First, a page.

After 24,300 nautical miles and more than 80 days of racing around the world, victory or a place on the podium on this ninth edition of the Vendée Globe might go down to the final layline, picking and sailing the perfect compass course from more than 100 miles out to the finish line at Les Sables d’Olonne’s famous Nouche Sud buoy.
At 48 hours until the first finisher is expected on the line Wednesday afternoon, computer modelling from the current weather predictions suggest three solo skippers could finish within four hours of each other.
And with the wind on the Bay of Biscay due to strengthen for those chasing the leaders on Wednesday into Thursday morning, it is still possible that fifth placed Yannick Bestaven – 253 miles behind leader Charlie Dalin this afternoon – can arrive and steal a podium position, and even victory, because of his 10hrs and 15 minutes of time compensation given for his role in helping search for Kevin Escoffier after the French skipper had to abandon his boat.
Dalin, 37, can do nothing more than sail his best possible race to the finish line. His IMOCA Apivia is compromised on starboard gybe due to a failed foil bearing but since moving on to port gybe and his favoured starboard foil, the race’s most consistent leader has been fastest, this afternoon making 22 kts, five knots faster than second placed Louis Burton and one knot faster than third placed Boris Herrmann. The seemingly unflappable German skipper, who looks set to follow his British friend and confidant Alex Thomson on to the Vendée Globe podium, is closing out a beautifully executed first attempt at the Vendée Globe.
But Herrmann, who today admitted his emotions swing between enjoyment and stress, highlighted from on board SeaExplorer – Yacht Club de Monaco just how close this finish can be.
“It will be such an amazing finish. I expect it will be down to the last degree of wind angle on Wednesday afternoon and it is so hard to predict, even with the ensemble model (which averages the likelihood of each model). I will play it a bit by ear.”
Since Sunday, the leaders have opted for two separate routes. “There are two main options, North or East,” sums up Louis Burton (Bureau Vallée 2), who conceded first place to Dalin yesterday.
Burton, Herrmann and Dalin were on the eastern option at the latitude of Portugal and over 200 miles west of the trio at the northern group Ruyant (LinkedOut, 4th at 3pm), Yannick Bestaven (Maître Coq IV, 5th) and Damien Seguin (Groupe APICIL, 6th),
Between these two options, the choices are almost infinite. More than two hundred routes can still be run.
“The Dalin-Burton-Herrmann trio from the south east will have to deal with a small area of light wind in the Bay of Biscay. This will allow the group from the north to come back with more sustained wind,” warned meteo ace Yoann Richomme on the Vendée Live.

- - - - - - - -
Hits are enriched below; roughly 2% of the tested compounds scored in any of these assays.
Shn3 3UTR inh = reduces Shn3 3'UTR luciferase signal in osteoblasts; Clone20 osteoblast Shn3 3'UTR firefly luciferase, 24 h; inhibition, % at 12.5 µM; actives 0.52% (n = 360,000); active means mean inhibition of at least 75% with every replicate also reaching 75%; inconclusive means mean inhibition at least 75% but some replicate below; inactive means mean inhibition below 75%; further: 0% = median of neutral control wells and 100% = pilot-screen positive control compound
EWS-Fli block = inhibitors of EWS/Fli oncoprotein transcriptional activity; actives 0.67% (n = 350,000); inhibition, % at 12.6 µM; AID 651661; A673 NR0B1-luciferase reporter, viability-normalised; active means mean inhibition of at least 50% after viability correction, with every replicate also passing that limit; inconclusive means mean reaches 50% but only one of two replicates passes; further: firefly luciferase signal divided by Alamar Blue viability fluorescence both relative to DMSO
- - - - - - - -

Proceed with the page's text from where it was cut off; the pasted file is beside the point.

Herrmann spoke of his ever increasing boat speed, now very much into the sweet spot perfect conditions for his VPLP Verdier design onto which he added new, bigger foils last spring,
“We are liking the flatter water for sure. Strategy-wise we are on another page. This race will be to the finish line and maybe a few seconds after that until we make the calculations as to who actually will compose the podium.”
Asked how he is dealing with the stress of being in the white heat of the closest ever Vendée Globe finish, Herrmann said, “I am in a really black and white scheme, really between stressing myself and just enjoying it. All my friends and my wife are telling me ‘come on don’t let the pressure get to you, this is all good. It has been an incredible race, just do your best and enjoy it.' And then we will see.
“There is not so much more I can do. I could try tactically to shadow one or the other competitors but then if you do the math it does not make sense. On my calculations today I have Yannick Bestaven winning on my routing scheme here. He is way too far north now to cover him. If I cover him he has four hours more than me. I don’t think there is an option for match racing here. As much fun as it would be it is really like now finding your own lane, using the shifts when they come and stuff like that.”
Of the big picture options he concluded, “One route goes past Finisterre and the other goes way north and then east, that I thought yesterday would be the one and only option for me. Since then I am playing a bit more in between, I think the last 18 to 20 hours will be really important in terms of the actual wind direction.
“If you come from the NE and you end up being too lifted and you can't lay the finish and you end up having to gybe downwind, someone from Cap Finisterre is beating you big time. But then if the person coming from Cape Finisterre has to gybe downwind then the guys from the north west beat you.”
A longer line, just in case…
To account for the complicated conditions for the close finishes into Les Sables in the days to come, the race director decided to lengthen the finish line, in accordance with article 9.1 of the sailing instructions. The line, which was supposed to be 0.3 miles (500 meters), will now be 1.9 miles (3.1 km) extended south. This will give the fleet enough runway to slow down after this remarkable sprint finish.